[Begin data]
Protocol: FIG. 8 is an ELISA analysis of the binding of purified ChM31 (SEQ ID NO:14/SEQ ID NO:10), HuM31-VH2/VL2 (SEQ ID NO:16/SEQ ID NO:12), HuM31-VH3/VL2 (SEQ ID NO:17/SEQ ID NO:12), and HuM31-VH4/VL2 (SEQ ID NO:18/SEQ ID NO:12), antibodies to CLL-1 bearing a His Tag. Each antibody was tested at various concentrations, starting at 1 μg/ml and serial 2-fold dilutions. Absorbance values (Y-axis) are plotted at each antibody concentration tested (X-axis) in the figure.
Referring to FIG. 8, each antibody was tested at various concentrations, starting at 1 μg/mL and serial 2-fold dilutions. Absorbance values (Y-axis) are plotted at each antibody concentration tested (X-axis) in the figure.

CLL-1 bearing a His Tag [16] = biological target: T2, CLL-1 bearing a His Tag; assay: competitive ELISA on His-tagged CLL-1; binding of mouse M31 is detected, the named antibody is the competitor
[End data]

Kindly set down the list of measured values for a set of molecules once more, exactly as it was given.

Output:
Protocol: FIG. 8 is an ELISA analysis of the binding of purified ChM31 (SEQ ID NO:14/SEQ ID NO:10), HuM31-VH2/VL2 (SEQ ID NO:16/SEQ ID NO:12), HuM31-VH3/VL2 (SEQ ID NO:17/SEQ ID NO:12), and HuM31-VH4/VL2 (SEQ ID NO:18/SEQ ID NO:12), antibodies to CLL-1 bearing a His Tag. Each antibody was tested at various concentrations, starting at 1 μg/ml and serial 2-fold dilutions. Absorbance values (Y-axis) are plotted at each antibody concentration tested (X-axis) in the figure.
Referring to FIG. 8, each antibody was tested at various concentrations, starting at 1 μg/mL and serial 2-fold dilutions. Absorbance values (Y-axis) are plotted at each antibody concentration tested (X-axis) in the figure.

CLL-1 bearing a His Tag [16] = biological target: T2, CLL-1 bearing a His Tag; assay: competitive ELISA on His-tagged CLL-1; binding of mouse M31 is detected, the named antibody is the competitor